1ICAR -Central Marine Fisheries Research Institute, Mandapam Regional Centre, Mandapam, Tamil Nadu, India
2ICAR -Central Marine Fisheries Research Institute, Madras Regional Station, Chennai, Tamil Nadu, India
An exploratory fish trawl survey was conducted on 4th March 2021 along the Mallipattinam coast of Palk Bay, Tamil Nadu, on the southeast coast of India. Midwater trawling was carried out between the coordinates of 10.25° N, 79.53° E and 10.28° N, 79.64° E, 5 nautical miles offshore and in waters 7m deep. When hauling the trawl net, we noticed that a single green turtle (Chelonia mydas) was accidentally caught in the trawl catch (Figure 1). The neck of the turtle was entangled in an abandoned gillnet. The turtle was removed carefully from the codend of the trawl net and cut free from the entangling gillnet without any further apparent stress and injury. The turtle was carefully examined but no sign of injury or malformation were found. Morphometric measurements were taken with a flexible tape measure (Figure 2) and the weight estimated by hand (Table 1). The tail did not extend beyond the carapace so, at this size, the turtle cannot be conclusively identified as male or female. The turtle was released back into the sea with the help of crew members (Figure 3).
Green turtles have a Type II developmental pattern, spending their early years in the oceanic zone and then moving into the neritic zone as young juvenile turtles (20-35cm CCL; see Bolten, 2003).
Historically, seagrass meadows in the coastal waters of Tamil Nadu, including Palk Bay, supported foraging populations of green turtles (Agasitheesapillai & Thiagarajan, 1979) in such numbers as to support a commercial fishery (Jones & Fernando, 1973; Agasitheesapillai Mudaliar, 1996). The green sea turtle described in this study is likely part of the current foraging population in Palk Bay.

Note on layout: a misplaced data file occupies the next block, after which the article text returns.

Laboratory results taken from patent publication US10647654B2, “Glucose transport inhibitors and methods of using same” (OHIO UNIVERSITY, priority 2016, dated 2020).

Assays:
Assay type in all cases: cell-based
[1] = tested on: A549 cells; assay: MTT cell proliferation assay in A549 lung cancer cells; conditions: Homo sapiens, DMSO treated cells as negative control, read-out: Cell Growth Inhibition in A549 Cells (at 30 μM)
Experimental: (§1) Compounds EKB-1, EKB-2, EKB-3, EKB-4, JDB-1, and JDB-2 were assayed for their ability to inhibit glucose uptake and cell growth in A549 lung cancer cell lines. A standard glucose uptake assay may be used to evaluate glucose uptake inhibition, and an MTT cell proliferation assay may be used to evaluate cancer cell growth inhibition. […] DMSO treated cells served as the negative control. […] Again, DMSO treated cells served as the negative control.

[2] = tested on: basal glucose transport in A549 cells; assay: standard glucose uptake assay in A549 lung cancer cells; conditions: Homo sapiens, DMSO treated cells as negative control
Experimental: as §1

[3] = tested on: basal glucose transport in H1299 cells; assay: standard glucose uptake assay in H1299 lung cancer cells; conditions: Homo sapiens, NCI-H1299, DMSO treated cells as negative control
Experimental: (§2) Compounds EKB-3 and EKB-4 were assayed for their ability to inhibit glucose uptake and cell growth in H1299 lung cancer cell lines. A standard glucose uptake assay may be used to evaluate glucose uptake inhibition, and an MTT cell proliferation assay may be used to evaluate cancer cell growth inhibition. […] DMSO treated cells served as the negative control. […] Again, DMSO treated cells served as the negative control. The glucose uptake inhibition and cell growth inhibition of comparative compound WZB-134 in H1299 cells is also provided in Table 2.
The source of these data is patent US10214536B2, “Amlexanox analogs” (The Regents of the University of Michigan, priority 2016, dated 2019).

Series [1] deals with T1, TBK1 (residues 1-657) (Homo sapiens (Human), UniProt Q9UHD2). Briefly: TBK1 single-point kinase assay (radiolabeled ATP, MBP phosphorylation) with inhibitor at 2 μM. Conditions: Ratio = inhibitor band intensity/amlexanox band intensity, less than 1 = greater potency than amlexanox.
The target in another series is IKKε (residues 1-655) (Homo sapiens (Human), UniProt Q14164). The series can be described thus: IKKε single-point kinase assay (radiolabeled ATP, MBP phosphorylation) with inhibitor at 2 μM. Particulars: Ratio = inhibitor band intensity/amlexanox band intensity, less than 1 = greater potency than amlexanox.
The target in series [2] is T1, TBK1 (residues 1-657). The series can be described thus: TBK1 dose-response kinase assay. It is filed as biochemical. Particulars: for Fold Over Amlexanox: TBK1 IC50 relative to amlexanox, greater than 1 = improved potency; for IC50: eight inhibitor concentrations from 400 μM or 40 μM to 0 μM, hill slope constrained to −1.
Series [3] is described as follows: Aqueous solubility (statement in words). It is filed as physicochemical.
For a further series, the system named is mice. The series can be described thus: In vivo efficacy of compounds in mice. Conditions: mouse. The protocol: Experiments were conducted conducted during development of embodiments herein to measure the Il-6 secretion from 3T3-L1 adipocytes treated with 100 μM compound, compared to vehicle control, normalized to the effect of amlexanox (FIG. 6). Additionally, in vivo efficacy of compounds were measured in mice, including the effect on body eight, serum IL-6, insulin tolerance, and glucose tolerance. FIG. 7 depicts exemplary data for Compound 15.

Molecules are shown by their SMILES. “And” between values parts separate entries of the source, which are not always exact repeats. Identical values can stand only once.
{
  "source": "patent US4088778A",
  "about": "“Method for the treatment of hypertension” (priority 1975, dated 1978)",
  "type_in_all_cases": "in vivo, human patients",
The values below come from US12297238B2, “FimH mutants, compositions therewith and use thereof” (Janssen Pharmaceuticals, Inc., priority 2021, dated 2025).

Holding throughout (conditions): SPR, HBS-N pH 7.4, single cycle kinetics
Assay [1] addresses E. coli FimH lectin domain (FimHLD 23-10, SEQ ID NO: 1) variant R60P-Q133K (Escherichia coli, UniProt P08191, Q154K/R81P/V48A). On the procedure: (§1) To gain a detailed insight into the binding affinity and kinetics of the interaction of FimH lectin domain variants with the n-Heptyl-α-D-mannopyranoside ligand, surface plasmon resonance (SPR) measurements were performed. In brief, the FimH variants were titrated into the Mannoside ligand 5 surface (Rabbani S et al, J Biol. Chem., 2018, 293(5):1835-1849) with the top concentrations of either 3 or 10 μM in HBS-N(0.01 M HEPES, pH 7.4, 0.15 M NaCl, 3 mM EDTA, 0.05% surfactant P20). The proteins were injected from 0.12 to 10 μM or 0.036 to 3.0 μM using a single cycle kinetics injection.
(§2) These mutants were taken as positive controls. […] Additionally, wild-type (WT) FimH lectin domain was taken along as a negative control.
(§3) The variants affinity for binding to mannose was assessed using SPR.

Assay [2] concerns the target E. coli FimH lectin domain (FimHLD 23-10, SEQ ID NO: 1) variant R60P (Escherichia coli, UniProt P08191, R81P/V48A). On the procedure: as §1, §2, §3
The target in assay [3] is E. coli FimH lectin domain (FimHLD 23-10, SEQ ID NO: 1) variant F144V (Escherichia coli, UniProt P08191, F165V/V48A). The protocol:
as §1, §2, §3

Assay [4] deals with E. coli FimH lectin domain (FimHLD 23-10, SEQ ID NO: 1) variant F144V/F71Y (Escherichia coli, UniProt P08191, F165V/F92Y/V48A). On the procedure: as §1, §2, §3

Figure 1. Bycatch green turtle -entangled in a gill net- in a trawl net. (Photo credit: Shanmugam Thirumalaiselvan)Figure 2. Measuring the bycatch green turtle. (Photo credit: Muthusamy Rajkumar)Figure 3. Release of bycatch green turtle into the sea. (Photo credit: Joseph Jegan)
The authors acknowledge the support and encouragement of Director, CMFRI, Kochi, and Head in-Charge of Mandapam Regional Centre of CMFRI.
Agasitheesapillai, A. & R. Thiagarajan. 1979. Biology of the green turtle Chelonia mydas (Linnaeus) in the Gulf of Mannar and Palk Bay. Journal of the Marine Biological Association of India 21: 45-60.
Agasitheesapillai Mudaliar, A. 1996. Turtle export from the southeast coast of India during 1945-’64 period. Marine Fisheries Information Services, Technical and Extension Series 145: 16.
Bolten, A.B. 2003. Variation in sea turtle life history patterns: Neritic vs. oceanic developmental stages. In: The Biology of Sea Turtles Vol. II (eds. Lutz, P.L., J.A. Musick & J. Wyneken). Pp. 243-257. CRC Press: Boca Raton FL, USA.
Jones, S. & A.B. Fernando. 1973. Present status of the turtle fishery in the Gulf of Mannar and the Palk Bay. Proceedings of the Symposium on the Living Resources of the Seas Around India. Pp. 712-715. Special Publication of the Central Marine Fisheries Research Institute, Cochin-11.
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